Blood transfusion is a life-saving measure which involves receiving blood or blood products through the blood vessel (intravenously). Collecting and giving blood is a process that is performed to replace lost blood from the circulation. About 85 million units of red blood cells are transfused in a given year.
Blood gives life to the body. It is the fluid in humans and animals that supplies oxygen and nutrients to all the cells of the body. It also helps to transport waste from the cells. Blood consists of numerous cells suspended in plasma. The body contains about five (5) litres of blood.
Types of blood transfusion
Blood can be divided into various components; red blood cell, white blood cells, platelet, clotting factor and plasma. Each component can be given to a person based on the requirement of the person. The types of blood transfusion include;
- Whole blood; all the component of blood is present in this type of transfusion.
- Packed red blood cell: this is the most commonly transfused part of blood. It consists of red blood cells which are needed in the transport of oxygen and nutrients to the cells. Red blood cells also transports waste from cell to where they will be excreted (liver, lungs, kidney..). It is usually used in people with anaemia (when blood has a lower number of red blood cells than is required for that age and sex)
- Platelet concentrate and clotting factor: these can be used in people with bleeding disorders such as hemophilia, internal bleeding which can also lead to disseminated intravascular coagulopathy.
- Plasma transfusion: Plasma is the liquid part of your blood. It’s mainly water, but also contains proteins, clotting factors, hormones, vitamins, cholesterol, sugar, sodium, potassium, calcium, and more. It can be given to patients involved in burns and those with liver failure.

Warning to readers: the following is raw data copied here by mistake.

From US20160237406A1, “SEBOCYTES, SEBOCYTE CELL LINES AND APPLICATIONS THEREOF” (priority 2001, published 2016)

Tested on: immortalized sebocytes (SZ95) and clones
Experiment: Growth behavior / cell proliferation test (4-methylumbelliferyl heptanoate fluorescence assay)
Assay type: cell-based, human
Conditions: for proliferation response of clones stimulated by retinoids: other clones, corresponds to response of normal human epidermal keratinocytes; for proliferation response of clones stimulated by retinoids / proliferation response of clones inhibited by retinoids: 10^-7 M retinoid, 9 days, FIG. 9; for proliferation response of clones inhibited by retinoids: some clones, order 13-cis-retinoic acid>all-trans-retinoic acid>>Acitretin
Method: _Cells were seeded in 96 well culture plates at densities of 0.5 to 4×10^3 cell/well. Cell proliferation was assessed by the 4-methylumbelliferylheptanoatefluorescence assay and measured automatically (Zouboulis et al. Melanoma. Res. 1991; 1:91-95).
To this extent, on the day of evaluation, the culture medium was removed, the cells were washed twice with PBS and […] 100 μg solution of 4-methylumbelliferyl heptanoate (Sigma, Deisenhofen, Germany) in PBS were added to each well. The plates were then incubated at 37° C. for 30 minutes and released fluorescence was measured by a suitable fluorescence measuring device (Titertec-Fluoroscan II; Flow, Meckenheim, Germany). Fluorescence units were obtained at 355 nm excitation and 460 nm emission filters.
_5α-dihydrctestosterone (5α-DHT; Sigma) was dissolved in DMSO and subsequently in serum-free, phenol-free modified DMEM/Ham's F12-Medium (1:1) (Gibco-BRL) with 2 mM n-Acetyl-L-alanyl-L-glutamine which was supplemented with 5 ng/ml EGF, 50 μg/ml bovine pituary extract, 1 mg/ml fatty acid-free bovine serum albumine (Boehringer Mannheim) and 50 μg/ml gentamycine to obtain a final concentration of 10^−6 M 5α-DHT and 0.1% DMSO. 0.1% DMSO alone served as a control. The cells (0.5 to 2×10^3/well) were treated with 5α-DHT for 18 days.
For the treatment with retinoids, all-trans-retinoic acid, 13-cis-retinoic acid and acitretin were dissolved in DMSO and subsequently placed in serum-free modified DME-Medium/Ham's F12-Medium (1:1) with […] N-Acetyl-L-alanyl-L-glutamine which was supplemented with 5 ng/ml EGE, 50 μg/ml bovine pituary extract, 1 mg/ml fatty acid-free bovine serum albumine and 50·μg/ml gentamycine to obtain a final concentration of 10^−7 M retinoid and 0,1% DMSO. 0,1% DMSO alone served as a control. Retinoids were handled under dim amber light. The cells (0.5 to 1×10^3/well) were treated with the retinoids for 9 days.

The various sources of giving blood include;
Autologous giving of blood: this is the collection and reinfusion of the patient’s own red blood cells.
Donor blood transfusion: this is the transfusion of blood gotten from another person (donor) into the recipient.
Indication for the giving of blood
- Splenic rupture
- Bleeding disorder such as; Von Willibrand disorder, hemophilia.
- Medical illness such as; cancer, kidney failure, chemotherapy, sickle cell anemia, iron deficiency anaemia, surgery e.t.c.
Process of blood transfusion
Blood is usually stored in a blood bank at optimal temperature and for a period of time.
Once a need for transfusion is noticed, it is important you get blood sample from the patient for grouping and cross-matching with the intended blood for transfusion. This is to avoid unwanted reactions in the blood recipient.
It is important all the materials required for transfusion are available before the outset of collecting blood and reinfusing it into circulation.
The process of giving blood can take about 1-4 hours depending on the indication for the blood transfusion, the volume of the transfusion, and the age of the recipient.
It is important to regularly observe the person during and even after giving blood in case of any adverse reaction.
- Infection occurs when the blood isn’t properly screened. Infections that can be contacted includes; malaria, HIV, hepatitis
- Allergic reaction: it can result in headache, fever, itching.Consequently, allergic transfusion reactions occur in 1 to 3 percent of transfusions.
- Difficulty breathing (pulmonary edema): this can result due to excessive giving of blood or transfusion over a short period of time.
- Sudden drop in blood pressure
- Circulation overload: when excessive blood is given
- Iron overload: excessive iron within the body due to the giving of blood. This commonly occurs in sickle cell patients.
- Transfusion-associated graft-versus-host disease